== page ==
Description: Citizen suit alleging that Shell Oil violated the Clean Water Act by failing to prepare a bulk storage and fuel terminal in Providence, Rhode Island, for climate change impacts.
Conservation Law Foundation, Inc. v. Shell Oil Products US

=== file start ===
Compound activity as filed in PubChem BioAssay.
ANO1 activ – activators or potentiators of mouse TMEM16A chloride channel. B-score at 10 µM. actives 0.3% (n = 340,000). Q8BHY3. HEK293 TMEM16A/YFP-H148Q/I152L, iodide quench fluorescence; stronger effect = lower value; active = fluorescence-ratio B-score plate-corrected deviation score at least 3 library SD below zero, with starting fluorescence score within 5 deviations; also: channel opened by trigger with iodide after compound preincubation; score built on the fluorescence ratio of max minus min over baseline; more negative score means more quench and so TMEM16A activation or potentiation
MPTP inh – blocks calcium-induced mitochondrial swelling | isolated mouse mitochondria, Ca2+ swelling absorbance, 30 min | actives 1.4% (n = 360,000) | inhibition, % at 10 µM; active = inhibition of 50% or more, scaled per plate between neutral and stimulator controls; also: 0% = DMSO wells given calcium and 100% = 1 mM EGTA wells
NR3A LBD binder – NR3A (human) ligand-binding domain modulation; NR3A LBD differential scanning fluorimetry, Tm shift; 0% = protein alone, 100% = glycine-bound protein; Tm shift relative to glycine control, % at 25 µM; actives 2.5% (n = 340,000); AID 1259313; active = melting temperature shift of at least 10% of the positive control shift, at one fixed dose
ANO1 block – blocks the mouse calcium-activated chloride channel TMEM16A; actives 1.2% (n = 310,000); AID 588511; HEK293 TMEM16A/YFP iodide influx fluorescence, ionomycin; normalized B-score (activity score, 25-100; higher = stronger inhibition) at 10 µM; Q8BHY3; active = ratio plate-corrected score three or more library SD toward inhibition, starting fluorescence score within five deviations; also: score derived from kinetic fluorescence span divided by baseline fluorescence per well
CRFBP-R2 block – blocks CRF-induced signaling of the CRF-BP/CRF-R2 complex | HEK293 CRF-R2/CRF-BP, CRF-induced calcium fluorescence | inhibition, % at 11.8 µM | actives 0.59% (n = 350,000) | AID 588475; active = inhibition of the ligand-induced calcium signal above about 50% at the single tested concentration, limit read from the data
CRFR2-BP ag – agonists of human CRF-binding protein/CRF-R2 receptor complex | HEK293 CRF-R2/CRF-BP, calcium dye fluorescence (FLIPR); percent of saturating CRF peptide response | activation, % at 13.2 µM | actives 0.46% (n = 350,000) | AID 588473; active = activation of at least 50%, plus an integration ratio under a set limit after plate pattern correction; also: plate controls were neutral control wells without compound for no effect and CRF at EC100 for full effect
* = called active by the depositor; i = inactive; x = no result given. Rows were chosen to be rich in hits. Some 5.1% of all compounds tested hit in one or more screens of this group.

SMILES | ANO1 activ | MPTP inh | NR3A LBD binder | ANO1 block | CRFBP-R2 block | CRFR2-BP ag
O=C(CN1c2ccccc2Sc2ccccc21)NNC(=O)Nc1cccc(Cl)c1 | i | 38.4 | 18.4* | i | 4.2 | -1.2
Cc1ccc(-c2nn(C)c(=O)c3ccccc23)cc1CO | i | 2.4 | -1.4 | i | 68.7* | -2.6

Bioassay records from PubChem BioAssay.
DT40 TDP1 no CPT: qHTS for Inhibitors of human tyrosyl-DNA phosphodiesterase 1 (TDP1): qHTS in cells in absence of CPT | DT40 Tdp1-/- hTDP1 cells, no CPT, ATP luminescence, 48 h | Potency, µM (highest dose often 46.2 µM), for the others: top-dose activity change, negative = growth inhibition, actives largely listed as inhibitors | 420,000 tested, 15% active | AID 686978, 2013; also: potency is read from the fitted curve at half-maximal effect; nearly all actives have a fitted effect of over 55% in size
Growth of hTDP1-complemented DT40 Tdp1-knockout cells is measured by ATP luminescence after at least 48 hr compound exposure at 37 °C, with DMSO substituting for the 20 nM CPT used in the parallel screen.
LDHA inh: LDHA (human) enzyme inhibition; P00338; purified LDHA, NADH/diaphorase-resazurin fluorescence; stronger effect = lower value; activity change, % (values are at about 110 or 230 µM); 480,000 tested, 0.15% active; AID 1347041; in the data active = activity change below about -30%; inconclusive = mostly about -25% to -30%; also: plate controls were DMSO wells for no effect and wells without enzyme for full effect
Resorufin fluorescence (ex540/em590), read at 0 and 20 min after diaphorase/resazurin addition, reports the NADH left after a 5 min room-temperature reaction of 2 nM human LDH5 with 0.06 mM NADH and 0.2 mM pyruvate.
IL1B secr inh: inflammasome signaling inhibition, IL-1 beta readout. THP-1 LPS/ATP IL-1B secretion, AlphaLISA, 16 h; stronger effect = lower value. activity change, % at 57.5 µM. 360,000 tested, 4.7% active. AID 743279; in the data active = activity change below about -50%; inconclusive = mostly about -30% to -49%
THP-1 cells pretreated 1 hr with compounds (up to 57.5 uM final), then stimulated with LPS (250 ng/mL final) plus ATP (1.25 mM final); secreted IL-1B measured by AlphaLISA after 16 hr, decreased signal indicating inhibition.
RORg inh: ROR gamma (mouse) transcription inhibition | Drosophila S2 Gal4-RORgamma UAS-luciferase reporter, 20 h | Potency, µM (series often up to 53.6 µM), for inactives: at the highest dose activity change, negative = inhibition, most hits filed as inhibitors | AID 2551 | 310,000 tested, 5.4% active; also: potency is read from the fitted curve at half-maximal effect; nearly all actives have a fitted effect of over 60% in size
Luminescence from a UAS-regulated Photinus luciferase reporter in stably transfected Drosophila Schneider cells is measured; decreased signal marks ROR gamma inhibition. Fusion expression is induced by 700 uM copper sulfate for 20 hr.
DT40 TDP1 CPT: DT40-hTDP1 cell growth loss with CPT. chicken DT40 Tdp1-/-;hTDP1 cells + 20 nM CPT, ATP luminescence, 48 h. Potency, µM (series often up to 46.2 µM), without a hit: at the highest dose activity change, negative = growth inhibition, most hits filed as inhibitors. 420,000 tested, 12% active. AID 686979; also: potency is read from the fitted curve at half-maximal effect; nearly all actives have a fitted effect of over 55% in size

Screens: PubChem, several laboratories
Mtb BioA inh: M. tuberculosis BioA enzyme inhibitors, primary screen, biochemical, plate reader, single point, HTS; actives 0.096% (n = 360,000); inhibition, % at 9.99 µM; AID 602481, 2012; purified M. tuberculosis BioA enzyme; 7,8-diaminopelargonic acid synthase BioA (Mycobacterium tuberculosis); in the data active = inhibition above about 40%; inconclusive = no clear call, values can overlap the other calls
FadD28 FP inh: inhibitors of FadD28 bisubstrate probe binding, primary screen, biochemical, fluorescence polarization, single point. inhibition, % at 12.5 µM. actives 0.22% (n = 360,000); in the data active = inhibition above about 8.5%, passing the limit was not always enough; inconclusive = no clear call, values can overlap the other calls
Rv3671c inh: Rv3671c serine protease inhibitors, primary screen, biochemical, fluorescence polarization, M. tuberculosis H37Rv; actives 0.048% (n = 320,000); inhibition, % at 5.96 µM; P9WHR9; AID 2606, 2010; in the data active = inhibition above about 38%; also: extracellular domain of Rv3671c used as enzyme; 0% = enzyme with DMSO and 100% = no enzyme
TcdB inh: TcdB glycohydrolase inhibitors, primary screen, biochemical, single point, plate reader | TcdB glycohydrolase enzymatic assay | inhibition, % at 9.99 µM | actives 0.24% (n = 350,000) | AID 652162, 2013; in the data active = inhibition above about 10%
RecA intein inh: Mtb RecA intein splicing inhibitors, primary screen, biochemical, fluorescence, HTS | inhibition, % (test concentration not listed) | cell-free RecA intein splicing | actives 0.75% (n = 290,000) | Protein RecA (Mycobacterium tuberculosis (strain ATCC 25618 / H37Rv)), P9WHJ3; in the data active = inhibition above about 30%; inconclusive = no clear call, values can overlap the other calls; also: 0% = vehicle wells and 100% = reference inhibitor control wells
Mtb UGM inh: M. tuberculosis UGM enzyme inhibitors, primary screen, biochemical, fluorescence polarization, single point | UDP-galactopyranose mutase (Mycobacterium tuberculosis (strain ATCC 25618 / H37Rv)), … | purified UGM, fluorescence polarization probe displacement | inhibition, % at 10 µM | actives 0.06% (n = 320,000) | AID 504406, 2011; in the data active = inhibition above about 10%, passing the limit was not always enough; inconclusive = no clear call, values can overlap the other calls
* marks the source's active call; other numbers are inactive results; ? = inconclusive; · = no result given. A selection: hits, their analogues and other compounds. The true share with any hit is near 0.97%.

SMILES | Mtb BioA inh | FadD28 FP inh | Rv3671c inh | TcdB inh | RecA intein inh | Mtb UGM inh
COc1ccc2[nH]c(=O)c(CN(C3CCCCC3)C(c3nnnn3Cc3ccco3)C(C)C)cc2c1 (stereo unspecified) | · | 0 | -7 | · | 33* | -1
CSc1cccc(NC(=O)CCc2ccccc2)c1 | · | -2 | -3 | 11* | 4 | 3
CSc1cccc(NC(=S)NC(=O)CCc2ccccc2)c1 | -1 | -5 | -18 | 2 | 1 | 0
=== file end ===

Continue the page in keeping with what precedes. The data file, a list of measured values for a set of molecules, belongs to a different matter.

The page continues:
Filing Date Type File Action Taken Summary 01/12/2018 Motion to Dismiss Download Motion to dismiss filed. Shell Asked Rhode Island Federal Court to Dismiss Citizen Suit Asserting That Failure to Prepare Terminal for Climate Change Violated Clean Water Act and RCRA. On January 12, 2018, Shell Oil entities (Shell) moved to dismiss the citizen suit brought by Conservation Law Foundation (CLF) in the federal district court for the District of Rhode Island alleging that Shell violated the Clean Water Act and the Resource Conservation and Recovery Act (RCRA) at a bulk storage and fuel terminal in Providence. CLF alleged in an amended complaint filed in October 2017 that Shell had not taken information about climate change risks into account in designing, constructing, and operating the terminal. CLF asserted that Shell’s disregard of the risks and continuing failure to protect the terminal from the risk made Shell liable for violations of the Clean Water Act and RCRA. In the motion to dismiss, Shell argued that CLF lacked standing because the alleged injuries were “highly speculative, remote, or hypothetical” and also flowed from severe precipitation and flooding events that were “wholly unrelated” to the defendants. Shell also asserted that the complaint’s adaptation claims were not ripe and that CLF failed to state a claim under either the Clean Water Act or RCRA because its “failure to adapt” allegations amounted to “conclusory legal statements.” Shell also said the court should defer to Rhode Island—which Shell said was “actively evaluating new measures for controlling the flow of stormwater discharges attributable to potential severe precipitation and flooding related to climate change”—and abstain from considering the Clean Water Act adaptation claims. Shell further asserted that the RCRA claim should be dismissed under the doctrine of primary jurisdiction because Rhode Island’s environmental agency was overseeing cleanup of the facility and was obligated by statute to take climate change impacts into account. In addition, Shell said the court did not have subject matter jurisdiction over the terminal’s former owner/operator. 10/25/2017 Complaint Download Amended complaint filed. 08/28/2017 Complaint Download Complaint filed. Conservation Law Foundation Filed Lawsuit Alleging Shell Violated Clean Water Act by Failing to Prepare Providence Fuel Terminal for Climate Change. Conservation Law Foundation (CLF) filed a citizen suit against Shell Oil entities (Shell) alleging that they had failed to comply with the Clean Water Act and a Rhode Island Pollutant Discharge Elimination System permit at their bulk storage and fuel terminal in Providence, Rhode Island (Providence Terminal). CLF alleged that the Providence Terminal was “at risk from coastal flooding caused by sea level rise, increased and/or more intense precipitation, increased magnitude and frequency of storm events, and increased magnitude and frequency of storm surges—all of which will become, and are becoming, worse as a result of climate change.” CLF also alleged that the terminal’s location, elevation, and lack of preventative infrastructure made it “especially vulnerable to these risks” and that Shell Oil had not taken action to address these vulnerabilities at Providence Terminal, despite having “long been well aware” of climate change’s impacts and risks and having incorporated such risks in “ongoing company investments,” including projects off the coast of Nova Scotia and in the North Sea. CLF asserted that Shell’s “knowing disregard of the imminent risks” of climate change and failure to fortify the Providence Terminal against such risks constituted violations of the Clean Water Act. CLF identified 19 separate causes of action for violation of the Clean Water Act and sought civil penalties, environmental restoration and compensatory mitigation to address past violations, and declaratory and injunctive relief to prevent future violations.